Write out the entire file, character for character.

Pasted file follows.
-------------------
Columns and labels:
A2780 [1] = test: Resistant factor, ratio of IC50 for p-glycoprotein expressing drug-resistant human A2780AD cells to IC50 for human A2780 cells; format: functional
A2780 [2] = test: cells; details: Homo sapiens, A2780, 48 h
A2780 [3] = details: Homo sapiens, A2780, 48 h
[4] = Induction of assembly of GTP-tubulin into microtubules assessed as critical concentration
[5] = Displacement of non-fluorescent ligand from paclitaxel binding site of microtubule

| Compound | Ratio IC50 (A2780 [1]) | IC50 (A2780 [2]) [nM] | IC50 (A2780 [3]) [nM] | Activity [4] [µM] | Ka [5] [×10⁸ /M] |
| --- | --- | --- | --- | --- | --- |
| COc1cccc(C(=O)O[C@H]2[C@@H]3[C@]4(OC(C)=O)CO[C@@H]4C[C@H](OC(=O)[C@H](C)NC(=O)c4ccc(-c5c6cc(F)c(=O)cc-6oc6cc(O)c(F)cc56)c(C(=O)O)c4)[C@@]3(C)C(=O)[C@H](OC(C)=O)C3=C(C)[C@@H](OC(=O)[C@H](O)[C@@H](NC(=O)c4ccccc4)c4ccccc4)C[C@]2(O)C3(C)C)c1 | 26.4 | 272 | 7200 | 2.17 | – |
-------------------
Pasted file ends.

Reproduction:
Columns and labels:
A2780 [1] = test: Resistant factor, ratio of IC50 for p-glycoprotein expressing drug-resistant human A2780AD cells to IC50 for human A2780 cells; format: functional
A2780 [2] = test: cells; details: Homo sapiens, A2780, 48 h
A2780 [3] = details: Homo sapiens, A2780, 48 h
[4] = Induction of assembly of GTP-tubulin into microtubules assessed as critical concentration
[5] = Displacement of non-fluorescent ligand from paclitaxel binding site of microtubule

| Compound | Ratio IC50 (A2780 [1]) | IC50 (A2780 [2]) [nM] | IC50 (A2780 [3]) [nM] | Activity [4] [µM] | Ka [5] [×10⁸ /M] |
| --- | --- | --- | --- | --- | --- |
| COc1cccc(C(=O)O[C@H]2[C@@H]3[C@]4(OC(C)=O)CO[C@@H]4C[C@H](OC(=O)[C@H](C)NC(=O)c4ccc(-c5c6cc(F)c(=O)cc-6oc6cc(O)c(F)cc56)c(C(=O)O)c4)[C@@]3(C)C(=O)[C@H](OC(C)=O)C3=C(C)[C@@H](OC(=O)[C@H](O)[C@@H](NC(=O)c4ccccc4)c4ccccc4)C[C@]2(O)C3(C)C)c1 | 26.4 | 272 | 7200 | 2.17 | – |